Texas had a rough winter in 2021. In mid-February, with temperatures dropping to the single digits, demand for electricity hit a record high throughout Texas. Supply ran short, causing the state’s electric grid operator to implement rolling power outages.
At the height of the crisis, more than 4.5 million customers lost power. The freak winter storm caused neighboring states such as Louisiana, Oklahoma, Arkansas and Kansas to also impose rolling blackouts. Texas residents shivered in the cold, as outages lasted for days at a time. They lost access to water. Some resorted to turning on their cars in their garages to keep warm then died due to carbon monoxide poisoning.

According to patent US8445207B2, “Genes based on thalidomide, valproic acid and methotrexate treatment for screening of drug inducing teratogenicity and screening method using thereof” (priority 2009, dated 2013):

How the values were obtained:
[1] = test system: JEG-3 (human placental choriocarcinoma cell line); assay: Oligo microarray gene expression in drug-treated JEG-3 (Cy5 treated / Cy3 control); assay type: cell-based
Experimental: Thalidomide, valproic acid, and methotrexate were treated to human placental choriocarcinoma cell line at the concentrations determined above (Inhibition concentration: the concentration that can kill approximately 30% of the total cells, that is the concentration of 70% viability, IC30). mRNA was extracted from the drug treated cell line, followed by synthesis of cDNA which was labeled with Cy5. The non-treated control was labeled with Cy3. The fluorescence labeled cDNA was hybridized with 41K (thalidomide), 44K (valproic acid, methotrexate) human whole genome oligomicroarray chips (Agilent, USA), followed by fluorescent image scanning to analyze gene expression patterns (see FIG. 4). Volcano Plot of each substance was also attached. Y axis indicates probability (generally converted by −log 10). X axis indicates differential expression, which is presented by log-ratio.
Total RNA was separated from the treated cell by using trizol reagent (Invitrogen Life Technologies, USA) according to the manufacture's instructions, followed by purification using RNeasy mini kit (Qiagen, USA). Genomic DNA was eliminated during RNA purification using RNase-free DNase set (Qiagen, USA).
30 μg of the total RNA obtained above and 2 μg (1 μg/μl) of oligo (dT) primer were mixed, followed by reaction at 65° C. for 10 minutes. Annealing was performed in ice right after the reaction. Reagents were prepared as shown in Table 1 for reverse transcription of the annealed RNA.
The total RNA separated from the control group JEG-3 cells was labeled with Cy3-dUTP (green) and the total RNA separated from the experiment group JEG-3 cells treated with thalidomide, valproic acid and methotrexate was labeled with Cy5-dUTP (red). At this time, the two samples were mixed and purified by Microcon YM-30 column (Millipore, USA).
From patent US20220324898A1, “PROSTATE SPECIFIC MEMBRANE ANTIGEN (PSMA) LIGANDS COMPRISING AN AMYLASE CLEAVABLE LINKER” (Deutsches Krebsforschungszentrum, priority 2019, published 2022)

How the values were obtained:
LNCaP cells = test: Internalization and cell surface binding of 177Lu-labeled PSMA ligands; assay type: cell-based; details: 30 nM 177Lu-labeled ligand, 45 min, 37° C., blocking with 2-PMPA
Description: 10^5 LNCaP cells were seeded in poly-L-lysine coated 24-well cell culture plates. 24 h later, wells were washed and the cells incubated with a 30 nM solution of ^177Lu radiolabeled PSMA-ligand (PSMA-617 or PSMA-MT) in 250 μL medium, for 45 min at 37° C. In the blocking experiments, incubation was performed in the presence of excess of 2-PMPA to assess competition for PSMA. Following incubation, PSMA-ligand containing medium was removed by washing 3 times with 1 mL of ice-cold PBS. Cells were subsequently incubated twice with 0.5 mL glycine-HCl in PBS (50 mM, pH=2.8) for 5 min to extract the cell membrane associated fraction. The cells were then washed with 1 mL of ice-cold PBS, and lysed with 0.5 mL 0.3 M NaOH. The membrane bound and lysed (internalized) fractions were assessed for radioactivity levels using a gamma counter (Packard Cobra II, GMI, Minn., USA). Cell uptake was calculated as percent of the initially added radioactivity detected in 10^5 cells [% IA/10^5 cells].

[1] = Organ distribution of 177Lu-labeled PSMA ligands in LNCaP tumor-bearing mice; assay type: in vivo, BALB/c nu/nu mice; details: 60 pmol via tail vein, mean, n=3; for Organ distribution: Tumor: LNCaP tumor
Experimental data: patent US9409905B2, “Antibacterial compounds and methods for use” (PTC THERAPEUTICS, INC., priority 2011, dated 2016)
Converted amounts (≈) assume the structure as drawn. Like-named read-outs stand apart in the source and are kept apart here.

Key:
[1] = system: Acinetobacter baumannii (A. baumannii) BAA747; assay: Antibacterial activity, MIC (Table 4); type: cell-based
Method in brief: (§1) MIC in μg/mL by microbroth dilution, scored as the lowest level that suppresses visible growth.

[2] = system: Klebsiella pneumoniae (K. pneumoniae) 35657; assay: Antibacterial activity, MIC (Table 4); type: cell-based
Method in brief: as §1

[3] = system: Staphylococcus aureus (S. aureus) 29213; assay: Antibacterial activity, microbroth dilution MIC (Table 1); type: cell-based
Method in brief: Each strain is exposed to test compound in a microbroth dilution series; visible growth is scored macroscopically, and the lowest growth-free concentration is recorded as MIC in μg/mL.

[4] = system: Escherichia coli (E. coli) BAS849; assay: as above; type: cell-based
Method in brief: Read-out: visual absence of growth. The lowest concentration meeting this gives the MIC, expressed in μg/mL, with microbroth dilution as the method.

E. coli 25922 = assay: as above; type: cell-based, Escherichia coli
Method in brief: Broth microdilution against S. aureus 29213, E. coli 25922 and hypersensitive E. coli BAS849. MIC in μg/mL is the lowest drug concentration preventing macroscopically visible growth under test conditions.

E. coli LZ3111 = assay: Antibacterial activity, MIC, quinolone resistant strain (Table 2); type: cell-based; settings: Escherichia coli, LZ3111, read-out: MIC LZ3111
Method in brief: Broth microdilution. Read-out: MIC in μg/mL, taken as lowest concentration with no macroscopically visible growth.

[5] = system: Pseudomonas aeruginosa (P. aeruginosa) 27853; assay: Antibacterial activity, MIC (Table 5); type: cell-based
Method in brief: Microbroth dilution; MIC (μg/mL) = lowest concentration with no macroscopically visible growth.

The historic breakdown was a wake-up call — if the power grid in Texas was so fragile, what about the rest of the United States? The U.S. has faced a 67% increase in weather-related power outages since 2000, according to data from Climate Central. Part of the problem is an aging infrastructure. Most of today’s power grid was built in the 1950s and ’60s, with the hopes that it would last for 50 years.